David Cameron's speech to the CBI conference bore all the hallmarks of a golf club 19th hole serial bore.
Every prejudice, every "common sense" judgement and every attempt to impress through boastful exaggeration was there.
All in all, it amounted to a direct threat to deny people access to the law to question government policies.
The only ignorant outburst missing from his diatribe was "Protesters, I'd string 'em up. It's the only language they understand." He must have run short on speaking time.
According to Cameron, bureaucracy in the shape of consultations, impact assessments, complying with EU procurement rules and so on "is not how we became one of the most powerful, prosperous nations on Earth."
And he repeated the old canard that if Christopher Columbus had had an advisory committee he'd still be waiting to sail.
Leave aside the observation that it might have been better for the western hemisphere if Columbus's murderous, syphilitic crews had never landed in the new world, opening the way to colonial conquest, genocide and centuries of exploitation that is still in the early stages of replacement.
Cameron's positive reference in this context to the need for a "buccaneering, deal-making, hungry spirit" exemplifies the idea of the rich and powerful riding roughshod over the interests of the weak.
Who does the Prime Minister think is likely to be affected by his priority of doing away with equality impact assessments?
Neither he nor his Liberal Democrat allies could have been elected if they had given notice that hard-fought progress towards equality on race, gender, sexual orintation and disabilities grounds would be disregarded at the first opportunity.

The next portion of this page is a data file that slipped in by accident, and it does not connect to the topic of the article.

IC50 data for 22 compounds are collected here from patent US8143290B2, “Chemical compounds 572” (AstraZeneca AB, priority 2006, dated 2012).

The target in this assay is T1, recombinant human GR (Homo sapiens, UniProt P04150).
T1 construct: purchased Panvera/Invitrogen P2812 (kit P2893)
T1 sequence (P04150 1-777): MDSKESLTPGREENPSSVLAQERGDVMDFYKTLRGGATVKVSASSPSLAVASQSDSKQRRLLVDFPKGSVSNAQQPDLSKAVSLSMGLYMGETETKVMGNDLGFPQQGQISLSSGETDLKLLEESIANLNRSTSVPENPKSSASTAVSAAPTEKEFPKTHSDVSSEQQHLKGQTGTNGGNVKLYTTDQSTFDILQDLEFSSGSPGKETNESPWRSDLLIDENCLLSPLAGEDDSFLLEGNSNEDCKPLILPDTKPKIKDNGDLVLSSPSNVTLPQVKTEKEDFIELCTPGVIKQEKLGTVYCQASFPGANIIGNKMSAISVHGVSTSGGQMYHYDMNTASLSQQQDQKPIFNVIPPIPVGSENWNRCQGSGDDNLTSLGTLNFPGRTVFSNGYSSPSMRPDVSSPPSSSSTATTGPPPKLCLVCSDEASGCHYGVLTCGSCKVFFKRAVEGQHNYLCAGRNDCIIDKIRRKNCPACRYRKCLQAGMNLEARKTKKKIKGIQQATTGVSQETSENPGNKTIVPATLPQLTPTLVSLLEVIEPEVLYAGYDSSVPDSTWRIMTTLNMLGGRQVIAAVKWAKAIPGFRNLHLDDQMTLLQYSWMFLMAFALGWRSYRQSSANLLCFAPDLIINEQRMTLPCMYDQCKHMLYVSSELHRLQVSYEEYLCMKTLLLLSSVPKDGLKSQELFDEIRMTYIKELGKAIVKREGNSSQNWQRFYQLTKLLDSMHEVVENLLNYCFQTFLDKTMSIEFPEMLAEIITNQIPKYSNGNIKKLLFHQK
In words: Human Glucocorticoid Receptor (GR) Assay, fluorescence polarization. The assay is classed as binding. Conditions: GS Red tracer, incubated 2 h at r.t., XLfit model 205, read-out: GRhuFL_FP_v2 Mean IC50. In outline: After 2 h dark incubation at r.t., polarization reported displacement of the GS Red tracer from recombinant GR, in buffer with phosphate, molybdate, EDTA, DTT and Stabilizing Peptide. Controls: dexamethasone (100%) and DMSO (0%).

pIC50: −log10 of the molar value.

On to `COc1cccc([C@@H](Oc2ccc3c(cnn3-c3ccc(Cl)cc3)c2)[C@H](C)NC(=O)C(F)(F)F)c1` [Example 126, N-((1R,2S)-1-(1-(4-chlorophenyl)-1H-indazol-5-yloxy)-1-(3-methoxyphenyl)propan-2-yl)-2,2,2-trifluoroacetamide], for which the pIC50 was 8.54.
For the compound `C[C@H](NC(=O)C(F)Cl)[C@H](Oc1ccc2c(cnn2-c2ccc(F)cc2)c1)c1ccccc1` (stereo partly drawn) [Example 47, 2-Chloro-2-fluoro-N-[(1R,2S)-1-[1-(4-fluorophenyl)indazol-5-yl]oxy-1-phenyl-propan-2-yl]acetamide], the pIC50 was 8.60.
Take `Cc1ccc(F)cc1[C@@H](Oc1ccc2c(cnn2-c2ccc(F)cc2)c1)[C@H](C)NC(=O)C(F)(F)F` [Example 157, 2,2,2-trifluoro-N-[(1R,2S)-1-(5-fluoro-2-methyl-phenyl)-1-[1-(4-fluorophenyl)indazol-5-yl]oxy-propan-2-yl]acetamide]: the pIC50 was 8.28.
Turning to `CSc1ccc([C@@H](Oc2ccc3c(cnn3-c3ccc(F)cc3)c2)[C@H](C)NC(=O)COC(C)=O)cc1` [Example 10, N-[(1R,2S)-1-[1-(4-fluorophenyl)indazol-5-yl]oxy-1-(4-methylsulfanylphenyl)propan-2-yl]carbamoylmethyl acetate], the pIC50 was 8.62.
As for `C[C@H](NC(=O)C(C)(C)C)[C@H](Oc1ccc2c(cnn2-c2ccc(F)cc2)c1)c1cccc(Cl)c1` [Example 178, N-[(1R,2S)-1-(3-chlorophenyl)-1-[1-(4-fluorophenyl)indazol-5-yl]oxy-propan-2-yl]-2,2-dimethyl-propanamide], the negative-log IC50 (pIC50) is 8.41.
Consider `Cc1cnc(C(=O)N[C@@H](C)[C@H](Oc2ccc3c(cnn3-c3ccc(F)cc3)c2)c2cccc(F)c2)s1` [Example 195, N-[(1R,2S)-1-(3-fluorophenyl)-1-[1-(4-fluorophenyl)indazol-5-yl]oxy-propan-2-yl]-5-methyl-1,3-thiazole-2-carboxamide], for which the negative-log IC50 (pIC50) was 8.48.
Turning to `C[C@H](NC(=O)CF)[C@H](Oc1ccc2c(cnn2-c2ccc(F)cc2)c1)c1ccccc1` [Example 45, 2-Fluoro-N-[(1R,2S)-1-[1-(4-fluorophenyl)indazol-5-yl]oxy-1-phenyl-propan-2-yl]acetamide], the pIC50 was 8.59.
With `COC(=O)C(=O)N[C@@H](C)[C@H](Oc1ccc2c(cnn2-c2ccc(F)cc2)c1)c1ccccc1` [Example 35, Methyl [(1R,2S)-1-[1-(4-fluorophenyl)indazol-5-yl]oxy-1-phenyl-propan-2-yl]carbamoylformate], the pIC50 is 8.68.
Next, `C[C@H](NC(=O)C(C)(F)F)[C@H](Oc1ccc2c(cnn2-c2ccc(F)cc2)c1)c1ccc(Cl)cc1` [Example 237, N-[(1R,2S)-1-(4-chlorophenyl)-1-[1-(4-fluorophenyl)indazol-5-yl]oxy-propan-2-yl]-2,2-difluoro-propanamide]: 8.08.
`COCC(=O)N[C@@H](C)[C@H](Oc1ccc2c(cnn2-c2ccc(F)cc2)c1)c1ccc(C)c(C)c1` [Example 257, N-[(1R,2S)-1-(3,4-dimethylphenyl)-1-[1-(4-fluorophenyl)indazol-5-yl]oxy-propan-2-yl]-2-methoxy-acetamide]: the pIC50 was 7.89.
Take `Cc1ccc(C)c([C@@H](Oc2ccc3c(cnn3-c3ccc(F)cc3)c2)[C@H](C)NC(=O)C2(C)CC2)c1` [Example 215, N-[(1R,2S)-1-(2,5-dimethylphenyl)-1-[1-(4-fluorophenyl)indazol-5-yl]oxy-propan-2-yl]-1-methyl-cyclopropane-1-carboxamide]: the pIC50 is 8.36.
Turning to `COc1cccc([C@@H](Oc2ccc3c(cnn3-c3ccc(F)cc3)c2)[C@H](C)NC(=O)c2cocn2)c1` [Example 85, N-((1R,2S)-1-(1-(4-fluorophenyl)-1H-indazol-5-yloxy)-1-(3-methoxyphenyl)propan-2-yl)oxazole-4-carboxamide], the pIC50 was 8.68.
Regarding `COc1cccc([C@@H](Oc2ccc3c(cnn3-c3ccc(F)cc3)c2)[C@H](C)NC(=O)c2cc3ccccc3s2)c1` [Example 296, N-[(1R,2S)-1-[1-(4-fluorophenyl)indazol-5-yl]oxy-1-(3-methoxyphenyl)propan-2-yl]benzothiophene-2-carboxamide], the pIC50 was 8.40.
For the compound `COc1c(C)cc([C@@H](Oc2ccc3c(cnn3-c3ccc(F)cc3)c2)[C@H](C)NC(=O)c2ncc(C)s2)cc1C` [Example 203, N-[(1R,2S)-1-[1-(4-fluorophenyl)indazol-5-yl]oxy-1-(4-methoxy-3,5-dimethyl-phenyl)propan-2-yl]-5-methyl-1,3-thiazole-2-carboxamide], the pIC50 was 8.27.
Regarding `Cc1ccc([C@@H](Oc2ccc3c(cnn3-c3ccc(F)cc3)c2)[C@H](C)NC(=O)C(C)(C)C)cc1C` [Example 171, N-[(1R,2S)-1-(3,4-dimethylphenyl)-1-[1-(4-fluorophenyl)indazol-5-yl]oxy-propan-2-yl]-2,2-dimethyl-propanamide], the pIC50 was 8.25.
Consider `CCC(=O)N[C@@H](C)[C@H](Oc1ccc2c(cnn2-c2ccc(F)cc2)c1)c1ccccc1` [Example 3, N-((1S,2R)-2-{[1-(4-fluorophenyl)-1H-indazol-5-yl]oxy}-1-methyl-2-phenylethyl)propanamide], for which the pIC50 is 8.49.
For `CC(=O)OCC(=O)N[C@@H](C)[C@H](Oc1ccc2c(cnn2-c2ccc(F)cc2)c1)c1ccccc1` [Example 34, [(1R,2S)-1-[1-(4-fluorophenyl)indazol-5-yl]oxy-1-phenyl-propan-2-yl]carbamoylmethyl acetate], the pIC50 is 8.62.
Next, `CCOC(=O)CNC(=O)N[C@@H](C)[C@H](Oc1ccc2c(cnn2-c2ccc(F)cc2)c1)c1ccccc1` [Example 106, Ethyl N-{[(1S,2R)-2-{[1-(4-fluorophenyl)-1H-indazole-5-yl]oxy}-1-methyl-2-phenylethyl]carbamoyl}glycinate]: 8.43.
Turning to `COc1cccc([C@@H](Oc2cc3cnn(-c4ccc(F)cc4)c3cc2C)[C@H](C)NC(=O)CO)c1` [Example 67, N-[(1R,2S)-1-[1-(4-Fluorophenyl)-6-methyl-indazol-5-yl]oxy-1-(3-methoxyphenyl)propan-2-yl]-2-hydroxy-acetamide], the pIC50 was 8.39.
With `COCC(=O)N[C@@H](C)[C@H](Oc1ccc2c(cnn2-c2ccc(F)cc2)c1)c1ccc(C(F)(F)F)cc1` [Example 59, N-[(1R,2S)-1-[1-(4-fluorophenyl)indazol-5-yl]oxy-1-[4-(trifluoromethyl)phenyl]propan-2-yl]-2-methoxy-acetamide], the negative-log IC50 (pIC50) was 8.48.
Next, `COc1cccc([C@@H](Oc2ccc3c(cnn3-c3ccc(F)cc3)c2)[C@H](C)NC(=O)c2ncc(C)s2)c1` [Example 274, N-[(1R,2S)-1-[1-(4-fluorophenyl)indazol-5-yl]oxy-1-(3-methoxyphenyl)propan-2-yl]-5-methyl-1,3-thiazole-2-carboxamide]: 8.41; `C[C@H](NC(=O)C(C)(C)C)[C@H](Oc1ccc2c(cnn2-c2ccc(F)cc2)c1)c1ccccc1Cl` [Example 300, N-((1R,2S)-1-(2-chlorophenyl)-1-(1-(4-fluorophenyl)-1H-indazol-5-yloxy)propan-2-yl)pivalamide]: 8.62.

While those on the left never believed Cameron's spiel about a new touchy-feely Tory Party, many voters did indeed swallow his promises that he would bid farewell to the old-style "nasty" party described by Theresa May before she got into government.
The Prime Minister sneers that judicial reviews have become a "massive growth industry" in exactly the same way that setting up machinery to tackle racism was derided by Tory backwoodsmen and others addicted to prejudice as a "race relations industry."
Rich people can buy their own justice, but those without wealth and power rely on state institutions, including tribunals, statutory bodies and equality impact assessments for a modicum of justice.
Cameron's efforts to persuade us that "smart people in Whitehall" can be relied upon to consider equalities issues while making the policy disregards the lessons of history.
His rewriting of second world war experiences as a bonfire of regulations and conventions to liberate the population so that the war could be won is a travesty.
Maximum efficiency was required for victory, which was why the state took complete control, mobilising underused private resources, commandeering property and issuing instructions to farmers about what crops to grow.
Yet the mantra of the conservative coalition is precisely the opposite - slimming down the state to allow the rich and powerful to decide economic direction and whether or not to pay taxes in Britain.
Cameron's plan to raise the cost of legal challenges to public policy, while giving less time for them to be processed, would restrict this democratic right to the very wealthy.
This conservative government has already assaulted jobs, benefits, pensions and essential services. It's now restricting democratic rights. It has to go.